Announcing Stack Overflow Documentation

We started with Q&A. Technical documentation is next, and we need your help.

Whether you're a beginner or an experienced developer, you can contribute.

Sign up and start helping → Learn more about Documentation →

I'm using the github windows shell and I'll do the following

git status

see a list of modified files and want to remind myself what's changed. I'll have to type something like

git diff Source\FooBar\Pages\FooBar.aspx

That seems like a lot of characters to have to type. Is there some easier workflow to look at diffs that I'm not seeing?

share|improve this question

migrated from programmers.stackexchange.com Jan 1 '13 at 2:56

This question came from our site for professional programmers interested in conceptual questions about software development.

This would be better served on SO as it deals with programming tools/implementation and not conceptual/design issues. Please do not re-ask it there as this can be migrated. A good rule to follow is if your question has you in front of your IDE it belongs on SO. If it has you in front of a whiteboard it belongs on Programmers. – Walter Dec 31 '12 at 23:36
What specifically do you want to avoid? Do you want to avoid having to see the diff of each file individually? Do you want to get the diff of a particular file without typing the full path? – akton Jan 1 '13 at 9:33
I specifically want to avoid typing the entire path for each file I want to git diff – user76379 Jan 1 '13 at 14:22
git diff -- **/FooBar.aspx

In general * stands for any part of a filename while ** stands for any subpath. E.g. git diff -- **/main/**/*.aspx will diff only aspx files that are residing somewhere in a subdirectory of main or main itself. This applies to other commands that accept paths, like commit and add.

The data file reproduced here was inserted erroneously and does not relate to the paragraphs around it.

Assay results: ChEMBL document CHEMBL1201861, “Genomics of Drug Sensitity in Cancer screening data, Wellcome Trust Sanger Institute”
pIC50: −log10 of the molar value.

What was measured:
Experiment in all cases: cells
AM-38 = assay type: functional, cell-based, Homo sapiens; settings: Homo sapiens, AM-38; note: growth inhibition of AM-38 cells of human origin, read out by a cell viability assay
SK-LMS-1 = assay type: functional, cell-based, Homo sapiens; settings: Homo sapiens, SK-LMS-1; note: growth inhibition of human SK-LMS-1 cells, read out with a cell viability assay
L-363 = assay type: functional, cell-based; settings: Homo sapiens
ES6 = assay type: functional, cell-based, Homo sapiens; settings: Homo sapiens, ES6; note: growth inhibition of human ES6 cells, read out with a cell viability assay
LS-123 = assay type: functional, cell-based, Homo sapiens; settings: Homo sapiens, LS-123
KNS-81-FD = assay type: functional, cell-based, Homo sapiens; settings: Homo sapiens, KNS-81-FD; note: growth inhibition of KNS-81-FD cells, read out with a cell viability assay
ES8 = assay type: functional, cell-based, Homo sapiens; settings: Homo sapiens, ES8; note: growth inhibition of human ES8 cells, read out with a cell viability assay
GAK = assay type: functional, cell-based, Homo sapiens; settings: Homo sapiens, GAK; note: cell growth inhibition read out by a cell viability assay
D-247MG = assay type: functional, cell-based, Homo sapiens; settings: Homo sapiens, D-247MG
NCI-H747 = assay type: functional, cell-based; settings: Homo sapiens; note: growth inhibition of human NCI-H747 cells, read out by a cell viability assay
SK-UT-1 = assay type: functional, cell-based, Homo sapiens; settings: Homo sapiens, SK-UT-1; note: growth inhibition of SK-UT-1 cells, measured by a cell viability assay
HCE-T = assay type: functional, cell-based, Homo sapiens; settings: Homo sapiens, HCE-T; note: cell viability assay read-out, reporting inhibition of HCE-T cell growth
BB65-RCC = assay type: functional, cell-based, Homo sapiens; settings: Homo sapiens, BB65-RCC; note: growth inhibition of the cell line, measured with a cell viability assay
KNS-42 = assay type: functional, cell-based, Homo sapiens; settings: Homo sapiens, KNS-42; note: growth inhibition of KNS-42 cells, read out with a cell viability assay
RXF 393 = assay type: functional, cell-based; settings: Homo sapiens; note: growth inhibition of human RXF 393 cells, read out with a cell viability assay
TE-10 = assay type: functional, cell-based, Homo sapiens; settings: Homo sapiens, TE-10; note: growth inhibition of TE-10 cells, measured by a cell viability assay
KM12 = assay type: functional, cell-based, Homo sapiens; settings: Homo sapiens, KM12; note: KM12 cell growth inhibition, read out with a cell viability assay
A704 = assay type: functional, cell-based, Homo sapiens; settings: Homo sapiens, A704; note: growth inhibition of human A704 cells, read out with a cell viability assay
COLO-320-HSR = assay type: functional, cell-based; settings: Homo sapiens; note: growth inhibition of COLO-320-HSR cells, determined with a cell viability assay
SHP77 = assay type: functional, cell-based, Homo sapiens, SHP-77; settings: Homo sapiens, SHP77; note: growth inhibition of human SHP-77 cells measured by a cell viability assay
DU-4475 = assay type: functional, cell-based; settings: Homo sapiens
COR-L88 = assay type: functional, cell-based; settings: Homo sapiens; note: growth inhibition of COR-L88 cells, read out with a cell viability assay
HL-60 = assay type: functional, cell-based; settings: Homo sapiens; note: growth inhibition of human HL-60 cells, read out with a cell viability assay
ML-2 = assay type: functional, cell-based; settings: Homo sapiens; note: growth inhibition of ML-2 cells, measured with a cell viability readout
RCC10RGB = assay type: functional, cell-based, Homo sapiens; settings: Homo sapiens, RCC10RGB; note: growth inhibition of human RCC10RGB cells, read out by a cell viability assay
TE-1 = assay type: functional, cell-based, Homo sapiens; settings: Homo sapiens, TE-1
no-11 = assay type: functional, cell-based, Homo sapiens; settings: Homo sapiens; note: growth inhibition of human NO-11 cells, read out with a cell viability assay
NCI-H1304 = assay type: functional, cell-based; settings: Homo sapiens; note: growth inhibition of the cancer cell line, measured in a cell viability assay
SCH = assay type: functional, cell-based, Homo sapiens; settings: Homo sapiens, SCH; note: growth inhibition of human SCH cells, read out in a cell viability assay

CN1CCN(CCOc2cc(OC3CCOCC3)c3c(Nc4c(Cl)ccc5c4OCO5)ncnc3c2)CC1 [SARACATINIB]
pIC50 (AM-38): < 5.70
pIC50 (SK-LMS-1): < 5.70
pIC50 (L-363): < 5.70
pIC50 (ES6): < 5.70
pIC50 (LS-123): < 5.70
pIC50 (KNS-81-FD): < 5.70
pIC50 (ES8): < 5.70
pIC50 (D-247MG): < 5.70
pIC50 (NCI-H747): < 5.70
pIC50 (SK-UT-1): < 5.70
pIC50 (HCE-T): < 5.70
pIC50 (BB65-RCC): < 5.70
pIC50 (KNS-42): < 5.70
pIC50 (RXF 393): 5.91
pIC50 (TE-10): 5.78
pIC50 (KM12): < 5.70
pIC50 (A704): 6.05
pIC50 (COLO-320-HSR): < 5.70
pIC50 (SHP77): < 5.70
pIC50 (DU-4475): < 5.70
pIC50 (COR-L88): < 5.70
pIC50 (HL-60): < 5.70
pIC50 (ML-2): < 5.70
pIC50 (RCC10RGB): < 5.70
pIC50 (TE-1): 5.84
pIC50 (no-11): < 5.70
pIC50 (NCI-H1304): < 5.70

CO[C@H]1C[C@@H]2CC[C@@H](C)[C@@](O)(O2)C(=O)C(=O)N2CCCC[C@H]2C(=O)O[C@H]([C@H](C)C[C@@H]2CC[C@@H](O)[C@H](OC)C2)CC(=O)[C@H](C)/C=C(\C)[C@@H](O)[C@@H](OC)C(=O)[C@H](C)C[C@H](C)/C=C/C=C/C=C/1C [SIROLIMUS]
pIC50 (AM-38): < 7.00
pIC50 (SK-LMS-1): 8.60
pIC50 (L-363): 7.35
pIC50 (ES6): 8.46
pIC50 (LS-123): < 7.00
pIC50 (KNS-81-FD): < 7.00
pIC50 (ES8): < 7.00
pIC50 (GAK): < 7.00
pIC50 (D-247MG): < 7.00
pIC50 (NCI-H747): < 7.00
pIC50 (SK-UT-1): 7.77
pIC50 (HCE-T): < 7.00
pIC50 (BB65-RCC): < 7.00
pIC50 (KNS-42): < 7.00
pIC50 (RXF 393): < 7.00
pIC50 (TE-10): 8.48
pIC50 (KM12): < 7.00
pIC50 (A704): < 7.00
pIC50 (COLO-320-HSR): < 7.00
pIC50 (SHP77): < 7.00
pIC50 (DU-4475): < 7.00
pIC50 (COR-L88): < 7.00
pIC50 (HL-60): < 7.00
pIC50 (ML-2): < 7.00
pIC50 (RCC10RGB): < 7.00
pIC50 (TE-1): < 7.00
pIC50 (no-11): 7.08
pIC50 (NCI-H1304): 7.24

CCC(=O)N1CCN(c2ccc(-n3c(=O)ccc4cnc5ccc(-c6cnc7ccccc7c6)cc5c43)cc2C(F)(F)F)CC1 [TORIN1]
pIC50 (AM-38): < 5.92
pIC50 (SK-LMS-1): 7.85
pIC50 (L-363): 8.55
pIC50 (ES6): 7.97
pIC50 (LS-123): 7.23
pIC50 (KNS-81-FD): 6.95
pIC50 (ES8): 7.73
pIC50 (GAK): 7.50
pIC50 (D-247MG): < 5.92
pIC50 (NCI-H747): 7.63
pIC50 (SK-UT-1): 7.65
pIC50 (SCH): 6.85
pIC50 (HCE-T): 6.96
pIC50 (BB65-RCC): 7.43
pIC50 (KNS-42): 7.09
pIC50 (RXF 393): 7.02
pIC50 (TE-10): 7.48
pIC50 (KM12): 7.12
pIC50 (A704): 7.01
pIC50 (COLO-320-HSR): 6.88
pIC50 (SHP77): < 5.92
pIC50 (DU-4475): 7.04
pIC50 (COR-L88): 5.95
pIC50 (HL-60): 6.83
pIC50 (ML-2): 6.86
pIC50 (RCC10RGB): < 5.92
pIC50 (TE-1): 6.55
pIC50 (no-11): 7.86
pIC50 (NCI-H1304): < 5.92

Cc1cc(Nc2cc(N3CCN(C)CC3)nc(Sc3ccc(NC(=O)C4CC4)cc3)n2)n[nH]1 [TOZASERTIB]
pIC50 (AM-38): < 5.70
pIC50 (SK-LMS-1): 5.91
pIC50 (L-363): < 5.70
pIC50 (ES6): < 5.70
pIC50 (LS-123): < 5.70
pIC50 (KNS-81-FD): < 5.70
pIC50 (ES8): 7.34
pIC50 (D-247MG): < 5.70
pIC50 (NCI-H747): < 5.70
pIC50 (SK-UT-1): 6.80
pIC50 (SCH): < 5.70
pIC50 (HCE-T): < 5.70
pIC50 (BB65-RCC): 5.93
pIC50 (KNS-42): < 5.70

share|improve this answer
On Windows, this works for commit and add but oddly doesn't work for diff. It complains that you need to use '--' to separate paths, even though you are. – Thomas Higginbotham Aug 13 '15 at 19:37

If you want to review all changes, you can simply use git diff. It will not list new files, though.

To selectively look at changes, I would recommend to use a GUI, e.g., git gui or gitk.

share|improve this answer

I use Console2 to host bash.

With this I'm able to use Ctrl + Click and Drag to highlight text which can then be copied to the clipboard and pasted into further command lines.

I use this to copy file paths.

This enabled me to type git diff [Ctrl+V] and get the command line I want.

share|improve this answer
insert also works as opposed to ctrl+v – xero Jan 2 '13 at 20:31

most terminals (e.g. console2 for windows) have auto-completion.

start typing and press tab

usually git can auto-complete after 2 characters. like:

gi tab di tab

will give you git diff. if your folders are not named similarly than it might auto-complete after a single character. like if your project root had three files:

  • readme
  • /source/
  • /bin/

you could simply type r, s, or b then tab to auto-type any of those file names.

fyi, auto complete works for terminal and git commands, file and directory names, branch and tag names, but unfortunately not for commit ids.

share|improve this answer
autocomplete works for the gi tab di tab part but then not for the filename part. which, when your filename is usually something long like Source\FooBar\Pages\FooBar.aspx it makes it really frustrating to use – user76379 Jan 27 '13 at 3:19
that is totally not true (in windows msysgit, which i use). i just tried it in an open repo. gi tab di tab st tab c tab... becomes git diff style/css/ it auto types the slashes an everything. – xero Jan 29 '13 at 20:02

Your Answer


By posting your answer, you agree to the privacy policy and terms of service.

Not the answer you're looking for? Browse other questions tagged or ask your own question.